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1. Introduction

For many reasons, we might want to halt the execution of a script and wait for a single keypress. While a tool for this exists in Windows as the pause batch command, Linux has no direct equivalent.

In this tutorial, we discuss what options Linux users have to emulate or simulate the batch pause command with Bash. First, we check how Bash scripts run and what control we have over their flow. Next, we discuss user input mechanics and how to use those to get the behavior of the batch pause. Finally, we explore an option to develop a tool under Linux that functions in the same way.

We tested the code in this tutorial on Debian 11 (Bullseye) with GNU Bash 5.1.4. It should work in most POSIX-compliant environments.

2. Running Bash Scripts

Under most operating systems, Linux included, we can run a script in many ways:

  • one-liner in a shell
  • script file in a shell
  • script file from the graphical user interface (GUI)
  • one-liner or script file from a third-party application

The first two methods preserve the context shell unless commands we execute kill it:

$ echo 'Output 1.'; echo 'Output 2.'
Output 1.
Output 2.
$
$ echo "echo 'Output.'" > script.sh
$ bash script.sh
Output.
$

On the other hand, the latter two often spawn a shell just for running our script. After that, the shell may exit and disappear.

Moreover, some ways of running scripts disable interactive input. Indeed, this is crucial if we want to modify the execution flow. When would we want to do that?

3. Flow Control in Bash

Left unattended, many scripts perform their tasks and quit. Others need user input, depending on conditions. Still, others are more convenient when users control their execution speed.

Let’s examine the following simple script longfast.sh:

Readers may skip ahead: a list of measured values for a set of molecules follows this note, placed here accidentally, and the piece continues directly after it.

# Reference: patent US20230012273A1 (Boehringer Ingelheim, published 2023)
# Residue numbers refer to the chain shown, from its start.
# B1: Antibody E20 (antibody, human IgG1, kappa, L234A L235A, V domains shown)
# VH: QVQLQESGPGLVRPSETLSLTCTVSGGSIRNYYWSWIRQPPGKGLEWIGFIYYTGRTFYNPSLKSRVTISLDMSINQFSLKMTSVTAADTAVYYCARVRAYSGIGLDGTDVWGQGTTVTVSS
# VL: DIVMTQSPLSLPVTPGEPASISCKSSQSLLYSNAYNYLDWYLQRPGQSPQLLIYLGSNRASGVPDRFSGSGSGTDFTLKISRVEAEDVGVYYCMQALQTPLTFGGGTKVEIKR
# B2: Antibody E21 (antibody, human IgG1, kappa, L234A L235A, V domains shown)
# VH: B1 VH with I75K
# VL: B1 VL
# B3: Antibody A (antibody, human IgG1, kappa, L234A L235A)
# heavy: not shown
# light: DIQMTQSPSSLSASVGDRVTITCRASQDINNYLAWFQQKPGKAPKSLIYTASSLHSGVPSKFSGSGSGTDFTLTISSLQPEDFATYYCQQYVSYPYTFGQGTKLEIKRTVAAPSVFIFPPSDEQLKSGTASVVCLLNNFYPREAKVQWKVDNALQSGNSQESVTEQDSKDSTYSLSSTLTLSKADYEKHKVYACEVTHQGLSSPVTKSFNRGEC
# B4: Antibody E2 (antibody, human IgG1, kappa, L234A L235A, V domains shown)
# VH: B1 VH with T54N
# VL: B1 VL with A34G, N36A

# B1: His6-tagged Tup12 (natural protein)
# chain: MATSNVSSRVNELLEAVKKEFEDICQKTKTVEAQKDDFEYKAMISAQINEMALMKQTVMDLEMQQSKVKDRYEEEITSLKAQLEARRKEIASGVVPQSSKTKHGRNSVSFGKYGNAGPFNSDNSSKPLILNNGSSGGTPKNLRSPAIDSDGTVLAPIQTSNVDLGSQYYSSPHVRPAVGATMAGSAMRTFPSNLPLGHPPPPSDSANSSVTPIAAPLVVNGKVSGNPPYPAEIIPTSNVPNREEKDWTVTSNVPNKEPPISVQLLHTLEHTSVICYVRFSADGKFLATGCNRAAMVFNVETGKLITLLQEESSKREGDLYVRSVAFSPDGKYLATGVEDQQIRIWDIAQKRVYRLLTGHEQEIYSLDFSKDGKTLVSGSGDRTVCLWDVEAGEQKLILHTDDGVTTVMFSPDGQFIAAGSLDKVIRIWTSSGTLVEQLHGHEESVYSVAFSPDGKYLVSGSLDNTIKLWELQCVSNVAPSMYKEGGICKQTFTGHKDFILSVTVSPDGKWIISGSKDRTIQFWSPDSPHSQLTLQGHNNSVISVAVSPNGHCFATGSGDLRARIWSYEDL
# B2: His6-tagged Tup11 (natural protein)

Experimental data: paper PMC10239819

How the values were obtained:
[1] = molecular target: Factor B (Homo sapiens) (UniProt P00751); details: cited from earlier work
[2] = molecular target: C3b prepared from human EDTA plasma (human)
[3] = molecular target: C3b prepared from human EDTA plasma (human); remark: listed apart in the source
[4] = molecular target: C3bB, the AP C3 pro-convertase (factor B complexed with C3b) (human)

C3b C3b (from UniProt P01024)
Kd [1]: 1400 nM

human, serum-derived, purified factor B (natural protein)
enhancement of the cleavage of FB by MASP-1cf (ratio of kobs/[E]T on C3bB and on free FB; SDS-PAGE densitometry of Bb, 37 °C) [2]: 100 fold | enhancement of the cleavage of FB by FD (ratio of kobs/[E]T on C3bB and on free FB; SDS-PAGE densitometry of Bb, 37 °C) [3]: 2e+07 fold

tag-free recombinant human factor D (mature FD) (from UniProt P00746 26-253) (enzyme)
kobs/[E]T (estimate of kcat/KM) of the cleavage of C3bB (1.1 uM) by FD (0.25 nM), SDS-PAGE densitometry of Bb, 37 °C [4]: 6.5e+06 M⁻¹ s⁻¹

for row in {1..1000}; do
  echo $row
done

The code above prints the numbers from one to a hundred on consecutive rows. Notably, there are two potential usability problems here.

Firstly, depending on the screen and setup, the user might not be able to see all output at once. Secondly, depending on the way the script is run, users could end up not even seeing anything, as the script normally concludes too fast.

In fact, because of these shortcomings, tools like more, less, and most detect when the text reaches the end of the screen. Crucially, once they do, output stops by default until the user presses some specific keys:

$ bash longfest.sh | more
1
2
[...]
65
66
--More--

While we can’t easily change the behavior in these tools, we could write our own. What happens when we want to tell Bash any key is acceptable in order to continue?

4. Bash User Input

Of course, of the many ways to get input, not all are interactive. Since we want to enable user flow control, let’s look at some options that are.

4.1. read Command

Indeed, Linux provides the versatile read built-in. In its most basic form, it allows us to assign input to a variable:

$ read var
value
$ echo $var
value

Here, we assigned any input up to the default delimiter IFS to $var. However, we can also add a prompt with the -p flag, specify a timeout with -t and limit the number of characters via -N.

4.2. /dev/tty and /dev/console

A more targeted way to get input is by using redirection. Specifically, redirecting to or from a tty driver:

$ read var < /dev/tty
value
$ echo $var
value

Furthermore, we could combine the approach with other tools like dd (Data Duplicator). In particular, we can duplicate data from /dev/tty or /dev/console to get input.

How do we then employ the above to replicate the pause we’re after?

5. The Bash Batch pause

Variants of the methods discussed allow us to pick the optimal solution on a case-by-case basis. Let’s explore our pausing options.

5.1. Pure read

Of course, we can always just use the simplest form of read and request the user to press “Return” in order to continue:

$ read
any input until delimiter
$

Apart from simplicity, we don’t gain much else:

  • there is no prompt
  • users can press any number of keys
  • the screen echoes pressed keys
  • to continue, one must press Return or a termination signal key combination
  • there is a newline before the next prompt